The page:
Field testing of biohybrid robotic jellyfish to demonstrate enhanced swimming speeds
Biohybrid robotic designs incorporating live animals and self-contained microelectronic systems can leverage the animals’ own metabolism to reduce power constraints and act as natural chassis and actuators with damage tolerance. Previous work established that biohybrid robotic jellyfish can exhibit enhanced speeds up to 2.8 times their baseline behavior in laboratory environments. However, it remains unknown if the results could be applied in natural, dynamic ocean environments and what factors can contribute to large animal variability. Deploying this system in the coastal waters of Massachusetts, we validate and extend prior laboratory work by demonstrating increases in jellyfish swimming speeds up to 2.3 times greater than their baseline, with absolute swimming speeds up to 6.6 ± 0.3 cm s−1. These experimental swimming speeds are predicted using a hydrodynamic model with morphological and time-dependent input parameters obtained from field experiment videos. The theoretical model can provide a basis to choose specific jellyfish with desirable traits to maximize enhancements from robotic manipulation. With future work to increase maneuverability and incorporate sensors, biohybrid robotic jellyfish can potentially be used to track environmental changes in applications for ocean monitoring.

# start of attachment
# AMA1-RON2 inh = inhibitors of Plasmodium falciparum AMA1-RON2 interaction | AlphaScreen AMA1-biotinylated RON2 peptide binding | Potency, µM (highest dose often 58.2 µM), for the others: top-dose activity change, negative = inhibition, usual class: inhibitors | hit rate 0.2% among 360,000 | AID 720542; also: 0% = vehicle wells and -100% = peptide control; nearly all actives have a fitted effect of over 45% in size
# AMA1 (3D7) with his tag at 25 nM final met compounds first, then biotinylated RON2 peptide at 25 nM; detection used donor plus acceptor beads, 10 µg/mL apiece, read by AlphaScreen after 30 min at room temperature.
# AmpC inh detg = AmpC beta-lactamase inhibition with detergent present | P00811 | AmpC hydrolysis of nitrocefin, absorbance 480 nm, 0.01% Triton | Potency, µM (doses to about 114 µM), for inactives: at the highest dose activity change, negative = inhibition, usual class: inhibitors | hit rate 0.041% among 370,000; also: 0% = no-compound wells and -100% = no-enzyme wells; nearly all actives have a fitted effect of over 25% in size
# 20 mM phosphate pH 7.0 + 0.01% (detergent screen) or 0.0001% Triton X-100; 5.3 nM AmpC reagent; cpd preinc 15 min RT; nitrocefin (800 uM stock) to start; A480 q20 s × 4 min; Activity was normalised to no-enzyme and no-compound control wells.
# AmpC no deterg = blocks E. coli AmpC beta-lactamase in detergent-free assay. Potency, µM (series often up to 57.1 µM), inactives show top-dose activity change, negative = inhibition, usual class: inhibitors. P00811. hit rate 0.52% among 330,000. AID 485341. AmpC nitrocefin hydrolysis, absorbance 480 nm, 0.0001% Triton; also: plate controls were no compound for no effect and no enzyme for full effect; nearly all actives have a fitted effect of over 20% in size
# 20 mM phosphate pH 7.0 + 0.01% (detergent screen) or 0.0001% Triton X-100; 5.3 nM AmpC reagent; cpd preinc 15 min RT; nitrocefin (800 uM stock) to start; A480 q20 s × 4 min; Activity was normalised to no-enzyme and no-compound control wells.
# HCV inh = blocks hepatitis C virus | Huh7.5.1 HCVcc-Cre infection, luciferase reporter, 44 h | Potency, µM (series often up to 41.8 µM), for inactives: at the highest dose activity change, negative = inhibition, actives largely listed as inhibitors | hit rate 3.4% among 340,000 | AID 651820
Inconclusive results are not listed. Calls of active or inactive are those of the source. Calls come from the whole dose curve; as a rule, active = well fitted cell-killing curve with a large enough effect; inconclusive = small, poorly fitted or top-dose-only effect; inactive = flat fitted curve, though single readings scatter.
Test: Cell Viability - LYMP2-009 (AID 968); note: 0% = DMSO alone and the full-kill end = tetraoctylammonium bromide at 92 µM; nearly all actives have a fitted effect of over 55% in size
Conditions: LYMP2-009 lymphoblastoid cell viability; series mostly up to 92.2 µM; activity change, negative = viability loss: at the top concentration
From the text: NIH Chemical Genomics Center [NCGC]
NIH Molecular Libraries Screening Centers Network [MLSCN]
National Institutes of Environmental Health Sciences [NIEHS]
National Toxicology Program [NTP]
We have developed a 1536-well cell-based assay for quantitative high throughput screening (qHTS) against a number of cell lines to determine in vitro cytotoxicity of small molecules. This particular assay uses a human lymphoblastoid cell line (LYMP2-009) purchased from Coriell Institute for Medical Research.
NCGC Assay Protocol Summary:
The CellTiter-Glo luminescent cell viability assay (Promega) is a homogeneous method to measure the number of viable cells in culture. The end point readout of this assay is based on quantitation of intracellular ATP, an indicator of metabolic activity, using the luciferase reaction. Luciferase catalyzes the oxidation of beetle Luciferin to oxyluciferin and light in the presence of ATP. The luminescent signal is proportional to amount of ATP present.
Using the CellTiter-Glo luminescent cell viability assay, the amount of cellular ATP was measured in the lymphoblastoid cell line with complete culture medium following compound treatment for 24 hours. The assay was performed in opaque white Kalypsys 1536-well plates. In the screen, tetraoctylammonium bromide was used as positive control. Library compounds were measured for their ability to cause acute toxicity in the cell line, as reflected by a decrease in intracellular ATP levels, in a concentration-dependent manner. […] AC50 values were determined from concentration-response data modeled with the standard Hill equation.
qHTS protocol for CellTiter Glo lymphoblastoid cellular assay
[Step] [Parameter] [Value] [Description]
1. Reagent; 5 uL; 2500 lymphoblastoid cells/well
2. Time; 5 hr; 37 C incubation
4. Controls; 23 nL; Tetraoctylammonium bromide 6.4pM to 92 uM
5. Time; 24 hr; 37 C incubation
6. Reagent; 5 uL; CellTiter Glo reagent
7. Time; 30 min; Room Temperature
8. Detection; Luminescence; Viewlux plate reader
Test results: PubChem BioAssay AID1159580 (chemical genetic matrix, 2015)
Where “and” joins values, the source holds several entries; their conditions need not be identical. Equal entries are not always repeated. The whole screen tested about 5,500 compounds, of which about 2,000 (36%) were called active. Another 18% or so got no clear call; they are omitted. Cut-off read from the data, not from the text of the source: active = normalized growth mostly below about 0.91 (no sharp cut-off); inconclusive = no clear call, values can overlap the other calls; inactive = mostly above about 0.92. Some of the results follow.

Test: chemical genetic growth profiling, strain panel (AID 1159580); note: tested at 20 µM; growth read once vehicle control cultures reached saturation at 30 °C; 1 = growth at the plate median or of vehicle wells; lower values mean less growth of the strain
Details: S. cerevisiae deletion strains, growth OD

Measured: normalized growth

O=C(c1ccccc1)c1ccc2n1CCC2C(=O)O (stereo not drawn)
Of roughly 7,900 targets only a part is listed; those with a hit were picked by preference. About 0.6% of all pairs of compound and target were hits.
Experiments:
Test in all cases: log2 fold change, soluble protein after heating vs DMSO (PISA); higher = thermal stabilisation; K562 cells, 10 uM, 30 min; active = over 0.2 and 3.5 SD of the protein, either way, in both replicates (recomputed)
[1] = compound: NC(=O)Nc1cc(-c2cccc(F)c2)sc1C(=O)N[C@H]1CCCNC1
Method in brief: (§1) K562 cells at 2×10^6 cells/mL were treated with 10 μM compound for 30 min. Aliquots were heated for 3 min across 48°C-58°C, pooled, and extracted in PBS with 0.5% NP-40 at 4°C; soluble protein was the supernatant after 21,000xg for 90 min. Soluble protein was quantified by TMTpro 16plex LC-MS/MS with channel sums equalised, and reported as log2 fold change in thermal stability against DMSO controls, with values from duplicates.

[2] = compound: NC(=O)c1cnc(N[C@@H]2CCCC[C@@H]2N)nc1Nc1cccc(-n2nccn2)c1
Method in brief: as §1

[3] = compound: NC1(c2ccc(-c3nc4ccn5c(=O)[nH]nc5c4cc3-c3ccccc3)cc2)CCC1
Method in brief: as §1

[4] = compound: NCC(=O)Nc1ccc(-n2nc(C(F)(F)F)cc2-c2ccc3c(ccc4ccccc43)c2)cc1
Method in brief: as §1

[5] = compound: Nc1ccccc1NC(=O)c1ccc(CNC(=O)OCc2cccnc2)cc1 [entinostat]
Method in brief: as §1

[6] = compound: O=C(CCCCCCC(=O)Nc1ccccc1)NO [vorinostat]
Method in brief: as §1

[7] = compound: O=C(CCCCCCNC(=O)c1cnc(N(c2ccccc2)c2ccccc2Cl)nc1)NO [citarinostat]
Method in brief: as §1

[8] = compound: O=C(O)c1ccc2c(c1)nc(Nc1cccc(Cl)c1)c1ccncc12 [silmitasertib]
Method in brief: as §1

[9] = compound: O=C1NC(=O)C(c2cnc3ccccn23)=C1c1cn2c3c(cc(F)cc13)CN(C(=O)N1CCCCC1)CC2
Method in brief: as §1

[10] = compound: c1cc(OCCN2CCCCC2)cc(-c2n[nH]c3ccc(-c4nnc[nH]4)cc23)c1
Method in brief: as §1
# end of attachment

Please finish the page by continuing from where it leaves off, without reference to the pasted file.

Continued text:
Xu, N., Townsend, J., Costello, J., Colin, S., Gemmell, B., & Dabiri, J. (2020). Field testing of biohybrid robotic jellyfish to demonstrate enhanced swimming speeds. Biomimetics, 5 (4) https://doi.org/10.3390/biomimetics5040064
National Science Foundation